Gimme a C (for Collaboration!): Fine free.

The Los Angeles Unified School District (LAUSD) and the Los Angeles Public Library system (LAPL) have created a system-wide collaborative effort similar to those discussed in the now completed Public Library & School Library Collaboration Toolkit (.pdf). The toolkit was published earlier this month by the AASL/ALSC/YALSA School and Public Library Cooperation Committee.  There are three System-wide Initiatives found in other parts of the nation described in the toolkit, but Los Angeles has cooperated in a way that is different, yet (you can view the other System-wide Initiatives and many other programs that will fit any public or school district on ALSC’s web site). 

Where do you start on a project this big? In this case, LAPL originally approached LAUSD with a plan to issue Student Success Cards to every kindergartener the first year and grow the card disbursements from there. As LAPL and LAUSD discussed the fineries of the plan, it slowly became what it is, today.

  1. Every K-12 student in LAUSD – even those that are not within the zones covered by LAPL – will have been issued a Student Success Card by the end of this academic year.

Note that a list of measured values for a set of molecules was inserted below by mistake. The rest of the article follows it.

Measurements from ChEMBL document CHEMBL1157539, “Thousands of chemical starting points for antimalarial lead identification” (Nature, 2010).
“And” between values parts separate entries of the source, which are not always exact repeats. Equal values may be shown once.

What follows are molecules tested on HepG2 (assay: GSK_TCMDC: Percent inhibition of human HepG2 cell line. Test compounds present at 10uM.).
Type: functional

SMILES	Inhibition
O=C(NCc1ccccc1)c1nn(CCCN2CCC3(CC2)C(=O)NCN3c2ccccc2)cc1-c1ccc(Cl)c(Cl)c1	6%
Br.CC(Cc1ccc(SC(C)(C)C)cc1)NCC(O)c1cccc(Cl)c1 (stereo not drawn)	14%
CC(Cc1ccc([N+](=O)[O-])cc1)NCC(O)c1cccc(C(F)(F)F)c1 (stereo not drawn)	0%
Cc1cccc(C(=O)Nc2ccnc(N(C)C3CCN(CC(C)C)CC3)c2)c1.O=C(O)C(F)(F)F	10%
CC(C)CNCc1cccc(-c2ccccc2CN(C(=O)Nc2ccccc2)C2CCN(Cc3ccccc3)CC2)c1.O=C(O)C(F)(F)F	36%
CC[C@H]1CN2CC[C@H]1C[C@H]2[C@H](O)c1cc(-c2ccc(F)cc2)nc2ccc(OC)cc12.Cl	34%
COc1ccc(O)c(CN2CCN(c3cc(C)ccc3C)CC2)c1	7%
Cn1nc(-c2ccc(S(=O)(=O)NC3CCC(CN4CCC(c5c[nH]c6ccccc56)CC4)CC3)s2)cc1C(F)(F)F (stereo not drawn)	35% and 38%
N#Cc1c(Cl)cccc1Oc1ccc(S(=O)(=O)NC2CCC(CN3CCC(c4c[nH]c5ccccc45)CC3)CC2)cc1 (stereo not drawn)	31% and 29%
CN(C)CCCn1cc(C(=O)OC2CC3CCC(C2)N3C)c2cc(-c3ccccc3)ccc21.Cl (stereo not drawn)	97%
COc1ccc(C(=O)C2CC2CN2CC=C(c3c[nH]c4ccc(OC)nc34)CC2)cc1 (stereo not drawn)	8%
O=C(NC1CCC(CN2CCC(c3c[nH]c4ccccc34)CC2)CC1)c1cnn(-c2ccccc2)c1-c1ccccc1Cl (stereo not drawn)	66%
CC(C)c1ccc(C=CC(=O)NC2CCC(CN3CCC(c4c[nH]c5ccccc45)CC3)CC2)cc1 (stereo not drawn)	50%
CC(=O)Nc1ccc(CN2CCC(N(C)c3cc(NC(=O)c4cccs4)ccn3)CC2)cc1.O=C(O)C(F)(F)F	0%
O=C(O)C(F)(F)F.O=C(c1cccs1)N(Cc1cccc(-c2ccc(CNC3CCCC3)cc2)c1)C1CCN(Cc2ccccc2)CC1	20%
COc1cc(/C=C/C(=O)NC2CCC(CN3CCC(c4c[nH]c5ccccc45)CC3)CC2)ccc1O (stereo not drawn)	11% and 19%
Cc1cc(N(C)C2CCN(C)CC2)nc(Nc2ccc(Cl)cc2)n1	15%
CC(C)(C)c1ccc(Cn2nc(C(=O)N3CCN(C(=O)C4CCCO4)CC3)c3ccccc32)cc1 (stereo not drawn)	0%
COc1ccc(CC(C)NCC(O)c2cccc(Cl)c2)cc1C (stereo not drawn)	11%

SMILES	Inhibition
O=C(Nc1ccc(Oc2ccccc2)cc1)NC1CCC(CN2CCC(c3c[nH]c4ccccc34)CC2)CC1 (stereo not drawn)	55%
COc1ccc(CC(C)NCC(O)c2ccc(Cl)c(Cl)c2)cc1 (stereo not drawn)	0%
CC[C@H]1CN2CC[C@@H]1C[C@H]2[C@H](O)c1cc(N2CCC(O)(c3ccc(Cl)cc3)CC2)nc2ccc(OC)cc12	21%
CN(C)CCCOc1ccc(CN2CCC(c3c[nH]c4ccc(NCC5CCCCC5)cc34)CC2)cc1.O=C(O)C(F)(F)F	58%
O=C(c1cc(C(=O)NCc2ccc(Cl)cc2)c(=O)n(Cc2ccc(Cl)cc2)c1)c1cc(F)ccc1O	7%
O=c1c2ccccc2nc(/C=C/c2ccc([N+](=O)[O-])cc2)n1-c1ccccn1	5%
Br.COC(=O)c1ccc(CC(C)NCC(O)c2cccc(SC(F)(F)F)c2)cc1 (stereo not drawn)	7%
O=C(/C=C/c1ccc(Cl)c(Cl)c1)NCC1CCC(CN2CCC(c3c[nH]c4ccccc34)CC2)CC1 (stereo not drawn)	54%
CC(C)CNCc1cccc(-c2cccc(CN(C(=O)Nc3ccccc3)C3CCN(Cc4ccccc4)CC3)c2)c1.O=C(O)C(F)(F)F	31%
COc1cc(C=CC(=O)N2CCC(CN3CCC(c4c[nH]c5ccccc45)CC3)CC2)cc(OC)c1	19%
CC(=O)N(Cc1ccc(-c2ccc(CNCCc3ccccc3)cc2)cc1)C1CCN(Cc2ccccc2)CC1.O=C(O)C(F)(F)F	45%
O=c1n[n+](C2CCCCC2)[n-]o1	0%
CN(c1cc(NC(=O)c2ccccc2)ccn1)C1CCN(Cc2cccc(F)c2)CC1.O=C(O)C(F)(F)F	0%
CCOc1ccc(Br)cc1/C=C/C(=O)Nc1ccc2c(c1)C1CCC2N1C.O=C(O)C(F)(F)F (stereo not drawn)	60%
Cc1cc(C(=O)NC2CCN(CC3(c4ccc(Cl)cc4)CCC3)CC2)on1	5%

2. The Student Success Card allows students to check out three print books or CD audio books at a time – not DVDs, music CDs, or magazines.
  3. There are no fines or fees associated with these cards.
  4. The bearer can log onto computers in any LAPL branch for two hours each day.
  5. All e-media and databases, including Tutor.com, are accessible with a Student Success card.

LAPL cards include Student Success Cards, standard cards, and Teacher Cards – but that is another blog.

Now, with a School Liaison position created to oversee the program, LAPL has been testing out different methods of getting the cards to the students. They have tried sending them directly to the homes of students. This method resulted in a portion of the cards being returned as non-deliverables. The next method being tested is to deliver the cards to the schools for distribution within their classrooms. The whole roll out process is ongoing, so it is still too soon to make a final assessment of what succeeded and what did not.

What has been noted, though, is a growth of patrons who have outstanding fines on their regular library cards returning to the libraries to use the resources. There has been a noticeable bump in circulations, but it is too soon to visualize the total impact. What are visible are students who are excitedly entering the library, looking around, and imagining all the possibilities that are available at their fingertips.

For other collaboration resources, visit YALSA’s wiki.

Marcia Melkonian, M.Ed., MLIS is the Young Adult Librarian at the Pacoima Branch of the Los Angeles Public Libraries and a former Library Aide for multiple schools within the Los Angeles Unified School District.

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